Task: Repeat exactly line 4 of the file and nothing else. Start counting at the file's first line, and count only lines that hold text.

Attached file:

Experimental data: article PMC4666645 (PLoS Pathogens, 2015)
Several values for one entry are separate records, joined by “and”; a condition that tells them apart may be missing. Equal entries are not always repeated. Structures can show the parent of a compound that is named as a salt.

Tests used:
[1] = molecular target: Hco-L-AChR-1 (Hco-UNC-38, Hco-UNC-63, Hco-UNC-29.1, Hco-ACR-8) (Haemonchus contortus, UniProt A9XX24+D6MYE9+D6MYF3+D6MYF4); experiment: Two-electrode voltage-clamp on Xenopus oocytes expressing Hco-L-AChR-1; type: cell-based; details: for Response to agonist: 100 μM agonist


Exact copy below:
[1] = molecular target: Hco-L-AChR-1 (Hco-UNC-38, Hco-UNC-63, Hco-UNC-29.1, Hco-ACR-8) (Haemonchus contortus, UniProt A9XX24+D6MYE9+D6MYF3+D6MYF4); experiment: Two-electrode voltage-clamp on Xenopus oocytes expressing Hco-L-AChR-1; type: cell-based; details: for Response to agonist: 100 μM agonist